Poll: Utahns back some gay rights, but not weddings or adoptions

Trib poll » Common Ground bills get a boost
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While Utahns aren't ready to let gay and lesbian couples exchange wedding vows or enter civil unions, most are willing to give them broader legal rights to inherit property, visit a partner in the hospital and ward off employment discrimination.

A Salt Lake Tribune poll finds that 56 percent of Utah voters support increased legal protections for same-sex couples -- a potential boon for Democratic state lawmakers who intend to introduce a package of gay-rights bills this legislative session.

However, the poll shows overwhelming opposition (70 percent) to any changes to the Utah Constitution that would allow same-sex partners to enter civil unions. Utahns, 54 percent of them, also are wary of letting unmarried couples, including gay and lesbian partners, adopt or foster children.

"People should have, under the law, the same rights," says poll respondent Gary Weston, of Murray, who favors some legal protections for same-sex partners but not civil unions. "What they should not have is a circumstance that permits or invites the law to recognize a [relationship] that would permit gays and lesbians to raise children who are in the formative years of their lives."

The poll -- conducted by Washington, D.C.-based Mason-Dixon Polling & Research on Jan. 8 and 9 -- reflects the opinions of 500 registered Utah voters. It has a 4.5 percent margin of error.

Although disheartening for gay-rights advocates who would prefer a policy-path toward civil unions, the survey offers hope to backers of a legislative push known as the Common Ground Initiative. This five-bill package would make it illegal to discriminate against gay or transgender employees, provide wider rights for inheritance and health insurance and give same-sex partners the ability to sue in cases of wrongful death, among other things.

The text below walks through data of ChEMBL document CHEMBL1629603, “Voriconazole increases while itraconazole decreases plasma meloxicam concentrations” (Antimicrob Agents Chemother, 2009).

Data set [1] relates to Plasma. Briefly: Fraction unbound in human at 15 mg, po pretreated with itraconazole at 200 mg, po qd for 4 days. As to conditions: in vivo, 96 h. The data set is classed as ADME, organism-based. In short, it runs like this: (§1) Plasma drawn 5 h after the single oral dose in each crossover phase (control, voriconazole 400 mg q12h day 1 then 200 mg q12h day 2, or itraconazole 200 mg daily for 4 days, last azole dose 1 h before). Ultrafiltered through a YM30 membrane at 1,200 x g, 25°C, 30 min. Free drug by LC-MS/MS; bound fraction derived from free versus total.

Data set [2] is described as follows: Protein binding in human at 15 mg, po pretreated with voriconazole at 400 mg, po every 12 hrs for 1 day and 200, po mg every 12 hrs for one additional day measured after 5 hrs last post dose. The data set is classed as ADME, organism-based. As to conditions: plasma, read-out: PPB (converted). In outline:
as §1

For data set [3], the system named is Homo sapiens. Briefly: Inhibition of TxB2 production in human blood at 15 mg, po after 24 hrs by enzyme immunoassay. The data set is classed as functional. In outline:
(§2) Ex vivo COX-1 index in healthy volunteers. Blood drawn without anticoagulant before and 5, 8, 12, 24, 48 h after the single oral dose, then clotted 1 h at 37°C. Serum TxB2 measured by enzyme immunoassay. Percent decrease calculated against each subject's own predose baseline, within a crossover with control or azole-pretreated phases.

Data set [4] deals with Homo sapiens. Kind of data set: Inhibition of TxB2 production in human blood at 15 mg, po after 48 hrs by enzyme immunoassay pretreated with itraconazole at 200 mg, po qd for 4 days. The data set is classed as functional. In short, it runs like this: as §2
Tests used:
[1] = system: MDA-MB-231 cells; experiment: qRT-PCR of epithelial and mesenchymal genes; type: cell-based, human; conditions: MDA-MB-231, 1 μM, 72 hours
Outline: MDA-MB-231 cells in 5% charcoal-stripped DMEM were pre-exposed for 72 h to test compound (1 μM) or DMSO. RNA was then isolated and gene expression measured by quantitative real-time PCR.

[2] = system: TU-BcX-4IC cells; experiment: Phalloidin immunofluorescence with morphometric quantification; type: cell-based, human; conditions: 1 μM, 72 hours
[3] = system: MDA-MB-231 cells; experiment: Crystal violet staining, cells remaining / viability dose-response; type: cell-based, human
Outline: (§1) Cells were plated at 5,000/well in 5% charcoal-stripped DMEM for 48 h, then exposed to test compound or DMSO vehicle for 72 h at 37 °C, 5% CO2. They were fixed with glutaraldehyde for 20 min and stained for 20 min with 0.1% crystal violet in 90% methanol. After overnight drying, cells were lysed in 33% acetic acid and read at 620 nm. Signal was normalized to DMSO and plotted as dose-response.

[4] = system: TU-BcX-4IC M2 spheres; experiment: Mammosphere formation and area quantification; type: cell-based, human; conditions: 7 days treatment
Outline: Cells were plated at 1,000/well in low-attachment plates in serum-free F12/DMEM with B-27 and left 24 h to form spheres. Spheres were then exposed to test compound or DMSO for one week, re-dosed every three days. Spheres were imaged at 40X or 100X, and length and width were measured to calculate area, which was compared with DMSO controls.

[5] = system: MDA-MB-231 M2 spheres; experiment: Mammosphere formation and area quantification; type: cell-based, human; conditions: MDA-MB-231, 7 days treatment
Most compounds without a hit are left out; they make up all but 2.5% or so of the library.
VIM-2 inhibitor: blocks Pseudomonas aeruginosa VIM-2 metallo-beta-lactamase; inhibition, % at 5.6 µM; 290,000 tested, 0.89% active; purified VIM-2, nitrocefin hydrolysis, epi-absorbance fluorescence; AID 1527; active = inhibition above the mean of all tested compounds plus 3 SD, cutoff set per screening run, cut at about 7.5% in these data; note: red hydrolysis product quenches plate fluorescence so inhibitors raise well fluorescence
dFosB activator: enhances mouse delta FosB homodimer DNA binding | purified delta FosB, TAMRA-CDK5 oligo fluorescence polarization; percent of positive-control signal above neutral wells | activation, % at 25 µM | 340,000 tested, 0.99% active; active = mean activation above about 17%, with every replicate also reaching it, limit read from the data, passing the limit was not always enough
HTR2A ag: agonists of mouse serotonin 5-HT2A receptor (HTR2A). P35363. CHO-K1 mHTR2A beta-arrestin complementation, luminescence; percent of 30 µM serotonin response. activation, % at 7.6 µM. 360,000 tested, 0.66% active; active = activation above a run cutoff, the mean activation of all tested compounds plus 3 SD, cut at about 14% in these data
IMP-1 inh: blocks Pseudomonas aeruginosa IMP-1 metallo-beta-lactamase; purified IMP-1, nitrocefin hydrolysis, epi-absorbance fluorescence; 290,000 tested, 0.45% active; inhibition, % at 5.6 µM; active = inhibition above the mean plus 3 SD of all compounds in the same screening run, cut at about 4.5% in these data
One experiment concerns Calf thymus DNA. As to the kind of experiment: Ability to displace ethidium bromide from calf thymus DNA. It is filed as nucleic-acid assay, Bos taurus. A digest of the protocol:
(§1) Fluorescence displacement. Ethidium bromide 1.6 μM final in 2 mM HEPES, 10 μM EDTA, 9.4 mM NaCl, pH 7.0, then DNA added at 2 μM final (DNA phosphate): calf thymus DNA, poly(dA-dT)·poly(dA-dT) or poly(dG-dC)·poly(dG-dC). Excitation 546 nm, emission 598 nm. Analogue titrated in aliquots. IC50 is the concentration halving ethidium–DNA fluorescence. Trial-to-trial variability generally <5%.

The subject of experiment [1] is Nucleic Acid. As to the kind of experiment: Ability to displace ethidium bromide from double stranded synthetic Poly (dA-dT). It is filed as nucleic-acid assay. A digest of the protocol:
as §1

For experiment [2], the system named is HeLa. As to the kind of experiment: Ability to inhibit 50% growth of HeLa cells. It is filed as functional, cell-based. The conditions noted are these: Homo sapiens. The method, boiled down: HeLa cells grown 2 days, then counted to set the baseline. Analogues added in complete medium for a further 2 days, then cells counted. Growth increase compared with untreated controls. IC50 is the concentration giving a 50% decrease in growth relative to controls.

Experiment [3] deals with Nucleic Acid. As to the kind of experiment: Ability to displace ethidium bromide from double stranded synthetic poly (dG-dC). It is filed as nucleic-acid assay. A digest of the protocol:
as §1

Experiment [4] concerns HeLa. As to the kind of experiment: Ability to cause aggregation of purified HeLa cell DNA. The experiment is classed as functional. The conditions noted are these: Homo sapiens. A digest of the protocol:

The poll shows Utahns have a "basic sense of compassion and fairness that says we should entertain the possibility of giving basic legal protections to these nontraditional families," says Sen. Scott McCoy, D-Salt Lake City, who is sponsoring the bill about probate benefits.

Even in the LDS community, public opinion splits almost 50-50 on whether gay and lesbian couples should receive some legal protections. However, 85 percent of Mormons side against civil unions and about two-thirds reject allowing unmarried couples to adopt or foster children.

The LDS Church has not taken a position on the Common Ground Initiative. However, the church's Web site suggests that LDS leaders would not object to wider same-sex benefits on matters of fair housing, employment protection, probate rights and medical care.

"The personal ramifications of not allowing life partners to participate in medical care and medical decisions, and to freely visit their loved ones, are profound," said poll respondent Kathleen Sitzman, professor of nursing at Weber State University. "It is cruel to remove one's life partner at a time when they need that support."

While Senate President Michael Waddoups, R-Taylorsville, doubts Utahns would change the state constitution to permit civil unions, he said he would entertain bills on more-expansive legal rights for gays.

"The fact that anybody wants [wider rights] is grounds to pursue it and investigate it," said Waddoups, adding that he would ensure the Common Ground bills get a fair debate if they make it to committee or the Senate floor.

But opposition certainly will follow from Utahns such as poll respondent Maureen Johnson.

"I don't believe they should have any rights at all," said the South Jordan resident. "The Lord says the man is made for the woman and the woman is made for the man."

Even so, the poll suggests most Utahns lean toward more-inclusive policies -- a perspective that buoys Rep. Jennifer Seelig, D-Salt Lake City, who will advocate a statewide domestic-partner registry.

"It is a basic policy change that we can make," she said, "to help people take care of each other and to help maintain and facilitate community stability."